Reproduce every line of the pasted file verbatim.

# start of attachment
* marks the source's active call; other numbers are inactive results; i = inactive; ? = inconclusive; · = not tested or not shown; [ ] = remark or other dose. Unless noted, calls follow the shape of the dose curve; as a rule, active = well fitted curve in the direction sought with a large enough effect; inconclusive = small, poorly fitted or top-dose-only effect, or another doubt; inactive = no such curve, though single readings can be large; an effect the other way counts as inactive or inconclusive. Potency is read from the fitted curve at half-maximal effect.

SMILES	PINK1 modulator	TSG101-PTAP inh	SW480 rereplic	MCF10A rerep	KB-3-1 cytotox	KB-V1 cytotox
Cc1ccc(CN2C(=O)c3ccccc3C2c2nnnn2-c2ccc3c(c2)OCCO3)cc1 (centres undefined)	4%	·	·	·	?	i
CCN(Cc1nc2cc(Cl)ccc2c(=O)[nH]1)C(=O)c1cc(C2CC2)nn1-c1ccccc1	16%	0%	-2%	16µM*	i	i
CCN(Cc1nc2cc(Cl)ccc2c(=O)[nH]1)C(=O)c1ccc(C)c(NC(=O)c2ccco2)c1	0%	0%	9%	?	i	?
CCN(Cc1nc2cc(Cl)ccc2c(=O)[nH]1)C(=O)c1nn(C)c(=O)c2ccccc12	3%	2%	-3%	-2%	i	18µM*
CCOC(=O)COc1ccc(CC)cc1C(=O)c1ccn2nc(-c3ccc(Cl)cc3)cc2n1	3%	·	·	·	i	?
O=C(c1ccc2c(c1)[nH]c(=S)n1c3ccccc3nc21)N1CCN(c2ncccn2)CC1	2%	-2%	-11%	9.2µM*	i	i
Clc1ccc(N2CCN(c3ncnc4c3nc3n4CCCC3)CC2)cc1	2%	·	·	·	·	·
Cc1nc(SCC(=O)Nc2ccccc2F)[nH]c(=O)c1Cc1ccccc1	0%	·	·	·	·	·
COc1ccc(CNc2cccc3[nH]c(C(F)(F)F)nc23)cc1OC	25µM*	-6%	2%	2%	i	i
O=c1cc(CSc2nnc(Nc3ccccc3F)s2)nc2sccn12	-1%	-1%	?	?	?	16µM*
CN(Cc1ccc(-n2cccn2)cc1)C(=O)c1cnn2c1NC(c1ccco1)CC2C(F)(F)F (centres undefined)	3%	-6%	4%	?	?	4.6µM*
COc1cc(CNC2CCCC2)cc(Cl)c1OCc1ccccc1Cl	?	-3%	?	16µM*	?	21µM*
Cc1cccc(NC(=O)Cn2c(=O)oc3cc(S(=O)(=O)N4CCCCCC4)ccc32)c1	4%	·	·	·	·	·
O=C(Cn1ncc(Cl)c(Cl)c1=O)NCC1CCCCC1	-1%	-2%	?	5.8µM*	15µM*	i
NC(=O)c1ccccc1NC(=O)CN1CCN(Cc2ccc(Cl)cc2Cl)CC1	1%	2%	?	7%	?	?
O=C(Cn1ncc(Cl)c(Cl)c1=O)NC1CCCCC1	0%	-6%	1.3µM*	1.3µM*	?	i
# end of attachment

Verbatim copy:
* marks the source's active call; other numbers are inactive results; i = inactive; ? = inconclusive; · = not tested or not shown; [ ] = remark or other dose. Unless noted, calls follow the shape of the dose curve; as a rule, active = well fitted curve in the direction sought with a large enough effect; inconclusive = small, poorly fitted or top-dose-only effect, or another doubt; inactive = no such curve, though single readings can be large; an effect the other way counts as inactive or inconclusive. Potency is read from the fitted curve at half-maximal effect.

SMILES	PINK1 modulator	TSG101-PTAP inh	SW480 rereplic	MCF10A rerep	KB-3-1 cytotox	KB-V1 cytotox
Cc1ccc(CN2C(=O)c3ccccc3C2c2nnnn2-c2ccc3c(c2)OCCO3)cc1 (centres undefined)	4%	·	·	·	?	i
CCN(Cc1nc2cc(Cl)ccc2c(=O)[nH]1)C(=O)c1cc(C2CC2)nn1-c1ccccc1	16%	0%	-2%	16µM*	i	i
CCN(Cc1nc2cc(Cl)ccc2c(=O)[nH]1)C(=O)c1ccc(C)c(NC(=O)c2ccco2)c1	0%	0%	9%	?	i	?
CCN(Cc1nc2cc(Cl)ccc2c(=O)[nH]1)C(=O)c1nn(C)c(=O)c2ccccc12	3%	2%	-3%	-2%	i	18µM*
CCOC(=O)COc1ccc(CC)cc1C(=O)c1ccn2nc(-c3ccc(Cl)cc3)cc2n1	3%	·	·	·	i	?
O=C(c1ccc2c(c1)[nH]c(=S)n1c3ccccc3nc21)N1CCN(c2ncccn2)CC1	2%	-2%	-11%	9.2µM*	i	i
Clc1ccc(N2CCN(c3ncnc4c3nc3n4CCCC3)CC2)cc1	2%	·	·	·	·	·
Cc1nc(SCC(=O)Nc2ccccc2F)[nH]c(=O)c1Cc1ccccc1	0%	·	·	·	·	·
COc1ccc(CNc2cccc3[nH]c(C(F)(F)F)nc23)cc1OC	25µM*	-6%	2%	2%	i	i
O=c1cc(CSc2nnc(Nc3ccccc3F)s2)nc2sccn12	-1%	-1%	?	?	?	16µM*
CN(Cc1ccc(-n2cccn2)cc1)C(=O)c1cnn2c1NC(c1ccco1)CC2C(F)(F)F (centres undefined)	3%	-6%	4%	?	?	4.6µM*
COc1cc(CNC2CCCC2)cc(Cl)c1OCc1ccccc1Cl	?	-3%	?	16µM*	?	21µM*
Cc1cccc(NC(=O)Cn2c(=O)oc3cc(S(=O)(=O)N4CCCCCC4)ccc32)c1	4%	·	·	·	·	·
O=C(Cn1ncc(Cl)c(Cl)c1=O)NCC1CCCCC1	-1%	-2%	?	5.8µM*	15µM*	i
NC(=O)c1ccccc1NC(=O)CN1CCN(Cc2ccc(Cl)cc2Cl)CC1	1%	2%	?	7%	?	?
O=C(Cn1ncc(Cl)c(Cl)c1=O)NC1CCCCC1	0%	-6%	1.3µM*	1.3µM*	?	i